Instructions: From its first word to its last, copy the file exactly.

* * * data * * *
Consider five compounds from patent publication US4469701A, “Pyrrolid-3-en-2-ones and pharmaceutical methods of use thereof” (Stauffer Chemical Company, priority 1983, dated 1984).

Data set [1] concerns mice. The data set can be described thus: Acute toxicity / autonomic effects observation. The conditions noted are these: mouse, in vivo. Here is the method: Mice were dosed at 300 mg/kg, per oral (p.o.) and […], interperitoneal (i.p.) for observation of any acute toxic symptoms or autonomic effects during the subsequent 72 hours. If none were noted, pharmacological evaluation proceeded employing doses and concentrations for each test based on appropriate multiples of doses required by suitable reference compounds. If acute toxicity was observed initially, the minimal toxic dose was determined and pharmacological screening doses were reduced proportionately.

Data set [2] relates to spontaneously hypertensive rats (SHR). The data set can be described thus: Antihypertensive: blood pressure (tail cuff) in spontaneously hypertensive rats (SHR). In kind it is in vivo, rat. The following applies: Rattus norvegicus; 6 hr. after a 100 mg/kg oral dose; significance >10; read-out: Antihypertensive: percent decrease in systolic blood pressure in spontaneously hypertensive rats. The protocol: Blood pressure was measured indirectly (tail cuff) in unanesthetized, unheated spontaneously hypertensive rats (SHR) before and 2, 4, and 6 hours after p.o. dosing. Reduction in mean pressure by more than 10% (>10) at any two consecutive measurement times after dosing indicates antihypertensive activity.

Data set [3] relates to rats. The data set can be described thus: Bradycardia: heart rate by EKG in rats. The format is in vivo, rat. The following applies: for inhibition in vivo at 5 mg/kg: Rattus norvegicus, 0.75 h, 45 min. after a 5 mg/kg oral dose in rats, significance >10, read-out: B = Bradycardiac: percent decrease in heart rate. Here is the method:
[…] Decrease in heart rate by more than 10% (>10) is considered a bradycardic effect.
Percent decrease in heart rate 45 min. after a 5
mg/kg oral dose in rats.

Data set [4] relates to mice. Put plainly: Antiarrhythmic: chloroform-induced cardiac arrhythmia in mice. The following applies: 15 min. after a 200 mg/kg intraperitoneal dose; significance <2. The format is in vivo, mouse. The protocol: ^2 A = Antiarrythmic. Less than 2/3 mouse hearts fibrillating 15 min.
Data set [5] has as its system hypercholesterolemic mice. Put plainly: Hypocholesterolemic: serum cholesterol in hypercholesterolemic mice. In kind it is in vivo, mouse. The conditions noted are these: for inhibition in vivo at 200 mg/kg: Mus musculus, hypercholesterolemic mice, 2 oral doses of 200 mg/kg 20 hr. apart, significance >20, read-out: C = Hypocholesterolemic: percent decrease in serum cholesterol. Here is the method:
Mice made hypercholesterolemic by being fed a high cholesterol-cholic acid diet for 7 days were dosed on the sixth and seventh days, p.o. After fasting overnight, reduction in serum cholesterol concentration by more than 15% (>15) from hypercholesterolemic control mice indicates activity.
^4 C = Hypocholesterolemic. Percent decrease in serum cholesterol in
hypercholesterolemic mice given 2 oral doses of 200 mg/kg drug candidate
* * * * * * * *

Consider five compounds from patent publication US4469701A, “Pyrrolid-3-en-2-ones and pharmaceutical methods of use thereof” (Stauffer Chemical Company, priority 1983, dated 1984).

Data set [1] concerns mice. The data set can be described thus: Acute toxicity / autonomic effects observation. The conditions noted are these: mouse, in vivo. Here is the method: Mice were dosed at 300 mg/kg, per oral (p.o.) and […], interperitoneal (i.p.) for observation of any acute toxic symptoms or autonomic effects during the subsequent 72 hours. If none were noted, pharmacological evaluation proceeded employing doses and concentrations for each test based on appropriate multiples of doses required by suitable reference compounds. If acute toxicity was observed initially, the minimal toxic dose was determined and pharmacological screening doses were reduced proportionately.

Data set [2] relates to spontaneously hypertensive rats (SHR). The data set can be described thus: Antihypertensive: blood pressure (tail cuff) in spontaneously hypertensive rats (SHR). In kind it is in vivo, rat. The following applies: Rattus norvegicus; 6 hr. after a 100 mg/kg oral dose; significance >10; read-out: Antihypertensive: percent decrease in systolic blood pressure in spontaneously hypertensive rats. The protocol: Blood pressure was measured indirectly (tail cuff) in unanesthetized, unheated spontaneously hypertensive rats (SHR) before and 2, 4, and 6 hours after p.o. dosing. Reduction in mean pressure by more than 10% (>10) at any two consecutive measurement times after dosing indicates antihypertensive activity.

Data set [3] relates to rats. The data set can be described thus: Bradycardia: heart rate by EKG in rats. The format is in vivo, rat. The following applies: for inhibition in vivo at 5 mg/kg: Rattus norvegicus, 0.75 h, 45 min. after a 5 mg/kg oral dose in rats, significance >10, read-out: B = Bradycardiac: percent decrease in heart rate. Here is the method:
[…] Decrease in heart rate by more than 10% (>10) is considered a bradycardic effect.
Percent decrease in heart rate 45 min. after a 5
mg/kg oral dose in rats.

Data set [4] relates to mice. Put plainly: Antiarrhythmic: chloroform-induced cardiac arrhythmia in mice. The following applies: 15 min. after a 200 mg/kg intraperitoneal dose; significance <2. The format is in vivo, mouse. The protocol: ^2 A = Antiarrythmic. Less than 2/3 mouse hearts fibrillating 15 min.
Data set [5] has as its system hypercholesterolemic mice. Put plainly: Hypocholesterolemic: serum cholesterol in hypercholesterolemic mice. In kind it is in vivo, mouse. The conditions noted are these: for inhibition in vivo at 200 mg/kg: Mus musculus, hypercholesterolemic mice, 2 oral doses of 200 mg/kg 20 hr. apart, significance >20, read-out: C = Hypocholesterolemic: percent decrease in serum cholesterol. Here is the method:
Mice made hypercholesterolemic by being fed a high cholesterol-cholic acid diet for 7 days were dosed on the sixth and seventh days, p.o. After fasting overnight, reduction in serum cholesterol concentration by more than 15% (>15) from hypercholesterolemic control mice indicates activity.
^4 C = Hypocholesterolemic. Percent decrease in serum cholesterol in
hypercholesterolemic mice given 2 oral doses of 200 mg/kg drug candidate